A study of public sector retirement benefits by The Pew Charitable Trusts' Center on the States found that "Oregon currently has the best-funded pension system in the country, and it is one of just six states on track to fund its modest retiree health benefits as well." (PDF - Oregon summary)
Touted by the Center on the States as "the first 50-state analysis of its kind", the report's findings include:
By 2006, only five states — Florida, New York, North Carolina, Oregon and Wisconsin — had pension funding ratios at a 100 percent or greater level.
At the end of fiscal year 2006, just six states — Arizona, North Dakota, Ohio, Oregon, Utah and Wisconsin — were on track to have fully funded their non-pension obligations [primarily health care] during the next 30 years.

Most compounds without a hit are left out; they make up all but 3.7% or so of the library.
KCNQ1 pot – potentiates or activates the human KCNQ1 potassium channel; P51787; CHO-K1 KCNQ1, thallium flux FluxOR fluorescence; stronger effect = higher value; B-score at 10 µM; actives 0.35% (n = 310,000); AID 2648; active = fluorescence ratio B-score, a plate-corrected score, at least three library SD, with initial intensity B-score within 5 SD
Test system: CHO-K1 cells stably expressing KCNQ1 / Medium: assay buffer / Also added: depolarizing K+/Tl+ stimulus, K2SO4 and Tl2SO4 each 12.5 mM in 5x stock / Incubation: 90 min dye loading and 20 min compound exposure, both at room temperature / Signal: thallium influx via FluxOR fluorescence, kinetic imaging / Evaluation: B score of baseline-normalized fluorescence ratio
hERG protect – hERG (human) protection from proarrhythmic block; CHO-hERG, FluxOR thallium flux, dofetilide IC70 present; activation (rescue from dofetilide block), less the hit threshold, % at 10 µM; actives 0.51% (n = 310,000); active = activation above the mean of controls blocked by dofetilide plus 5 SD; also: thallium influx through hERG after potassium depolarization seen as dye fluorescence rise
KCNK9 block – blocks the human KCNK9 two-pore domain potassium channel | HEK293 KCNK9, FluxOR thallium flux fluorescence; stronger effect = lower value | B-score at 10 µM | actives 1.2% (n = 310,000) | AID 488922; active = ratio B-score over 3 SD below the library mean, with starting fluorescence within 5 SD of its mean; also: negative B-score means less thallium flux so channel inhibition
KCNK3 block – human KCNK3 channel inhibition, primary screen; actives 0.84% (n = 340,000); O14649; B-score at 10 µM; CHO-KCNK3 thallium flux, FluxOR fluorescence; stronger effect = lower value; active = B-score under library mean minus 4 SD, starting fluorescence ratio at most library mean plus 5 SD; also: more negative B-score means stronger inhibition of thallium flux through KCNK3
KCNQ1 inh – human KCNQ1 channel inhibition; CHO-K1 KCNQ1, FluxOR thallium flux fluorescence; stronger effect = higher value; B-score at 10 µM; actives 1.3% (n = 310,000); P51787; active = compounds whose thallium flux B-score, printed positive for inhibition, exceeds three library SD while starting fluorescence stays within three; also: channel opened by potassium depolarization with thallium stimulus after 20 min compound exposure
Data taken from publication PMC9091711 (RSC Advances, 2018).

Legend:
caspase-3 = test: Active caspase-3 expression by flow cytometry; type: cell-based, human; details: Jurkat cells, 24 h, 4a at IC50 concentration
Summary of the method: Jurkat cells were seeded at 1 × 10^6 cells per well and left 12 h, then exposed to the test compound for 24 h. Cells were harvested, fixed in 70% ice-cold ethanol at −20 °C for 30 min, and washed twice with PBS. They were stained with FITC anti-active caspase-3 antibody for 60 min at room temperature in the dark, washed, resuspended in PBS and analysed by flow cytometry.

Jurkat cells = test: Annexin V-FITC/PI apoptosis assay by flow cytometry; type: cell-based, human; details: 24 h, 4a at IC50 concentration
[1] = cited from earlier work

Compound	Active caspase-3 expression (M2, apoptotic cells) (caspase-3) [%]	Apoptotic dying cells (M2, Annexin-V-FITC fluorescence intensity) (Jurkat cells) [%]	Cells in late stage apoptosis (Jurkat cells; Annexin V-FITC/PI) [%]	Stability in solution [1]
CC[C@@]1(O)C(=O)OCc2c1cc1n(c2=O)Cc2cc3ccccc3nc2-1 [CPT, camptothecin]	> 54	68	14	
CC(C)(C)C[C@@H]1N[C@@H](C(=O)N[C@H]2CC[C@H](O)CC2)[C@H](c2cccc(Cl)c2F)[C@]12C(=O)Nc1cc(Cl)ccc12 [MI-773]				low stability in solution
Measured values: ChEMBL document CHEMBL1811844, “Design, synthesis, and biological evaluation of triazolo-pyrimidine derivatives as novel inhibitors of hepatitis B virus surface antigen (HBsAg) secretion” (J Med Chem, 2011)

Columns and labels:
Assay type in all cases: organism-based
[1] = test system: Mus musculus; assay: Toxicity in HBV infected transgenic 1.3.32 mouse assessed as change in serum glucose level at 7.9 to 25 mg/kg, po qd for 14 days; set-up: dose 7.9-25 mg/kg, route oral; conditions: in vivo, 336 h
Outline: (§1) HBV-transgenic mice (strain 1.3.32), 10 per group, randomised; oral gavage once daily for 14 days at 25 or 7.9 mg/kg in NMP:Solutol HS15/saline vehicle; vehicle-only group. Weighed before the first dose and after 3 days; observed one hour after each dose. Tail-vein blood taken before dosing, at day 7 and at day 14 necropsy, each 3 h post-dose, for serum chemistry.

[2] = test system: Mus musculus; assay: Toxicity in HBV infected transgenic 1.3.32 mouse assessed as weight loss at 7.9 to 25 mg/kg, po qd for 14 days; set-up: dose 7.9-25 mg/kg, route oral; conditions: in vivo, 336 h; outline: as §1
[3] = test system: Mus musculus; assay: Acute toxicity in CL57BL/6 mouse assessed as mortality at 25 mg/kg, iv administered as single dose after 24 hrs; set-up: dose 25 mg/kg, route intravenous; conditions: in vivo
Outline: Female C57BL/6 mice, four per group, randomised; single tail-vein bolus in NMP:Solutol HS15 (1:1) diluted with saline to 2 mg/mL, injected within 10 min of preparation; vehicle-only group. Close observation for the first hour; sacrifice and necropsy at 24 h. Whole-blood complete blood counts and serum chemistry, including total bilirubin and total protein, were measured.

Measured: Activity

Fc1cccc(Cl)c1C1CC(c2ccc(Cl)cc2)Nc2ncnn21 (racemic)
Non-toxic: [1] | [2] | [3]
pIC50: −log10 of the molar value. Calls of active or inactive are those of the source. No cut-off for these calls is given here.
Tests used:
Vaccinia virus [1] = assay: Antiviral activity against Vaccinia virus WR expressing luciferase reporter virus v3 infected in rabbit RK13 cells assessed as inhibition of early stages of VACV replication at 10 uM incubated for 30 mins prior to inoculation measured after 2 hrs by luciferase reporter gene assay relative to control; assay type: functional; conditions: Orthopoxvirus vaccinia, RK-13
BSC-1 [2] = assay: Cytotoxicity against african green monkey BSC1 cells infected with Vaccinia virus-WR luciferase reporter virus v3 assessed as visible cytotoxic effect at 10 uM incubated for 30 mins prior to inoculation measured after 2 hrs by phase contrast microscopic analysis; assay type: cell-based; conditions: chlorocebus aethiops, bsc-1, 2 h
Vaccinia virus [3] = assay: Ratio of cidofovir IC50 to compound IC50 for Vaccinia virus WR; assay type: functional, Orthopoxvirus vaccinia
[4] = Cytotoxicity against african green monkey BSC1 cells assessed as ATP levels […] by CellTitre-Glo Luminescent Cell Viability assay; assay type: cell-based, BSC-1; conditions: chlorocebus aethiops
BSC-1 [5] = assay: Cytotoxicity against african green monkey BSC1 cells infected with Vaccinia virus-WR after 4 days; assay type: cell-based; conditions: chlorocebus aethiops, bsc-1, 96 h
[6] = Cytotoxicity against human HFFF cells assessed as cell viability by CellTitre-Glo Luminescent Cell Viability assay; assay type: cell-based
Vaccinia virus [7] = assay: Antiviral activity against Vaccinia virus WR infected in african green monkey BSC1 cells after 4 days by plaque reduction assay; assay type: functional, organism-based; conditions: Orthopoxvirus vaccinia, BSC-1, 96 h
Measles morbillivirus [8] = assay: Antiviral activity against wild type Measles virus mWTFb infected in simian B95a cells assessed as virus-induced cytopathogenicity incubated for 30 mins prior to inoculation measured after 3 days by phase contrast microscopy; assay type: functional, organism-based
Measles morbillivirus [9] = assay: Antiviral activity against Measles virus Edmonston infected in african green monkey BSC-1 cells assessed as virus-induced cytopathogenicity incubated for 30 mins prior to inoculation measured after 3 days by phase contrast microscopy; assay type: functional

Here's the story from the New York Times (PDF).
Isn't it time for the loudmouths like Lars Larson and the "let people fend for themselves for their education and against drug companies, polluters and loan sharks etc" libertarian ideologues to stop complaining about PERS?
They may have pension envy because private sector pensions have been eroded and/or may not appreciate everything the Oregon public servants who are part of PERS do for Oregonians every day, but this report makes clear that they shouldn't be complaining about the fiscal condition of the program.
The next time you hear someone complain that Oregon's PERS has fiscal problems, tell 'em Oregon's public employee retirement system is the best funded system in the country and to read Promises with a Price.
Chuck Sheketoff is the executive director of the Oregon Center for Public Policy. You can sign up to receive email notification of OCPP materials at www.ocpp.org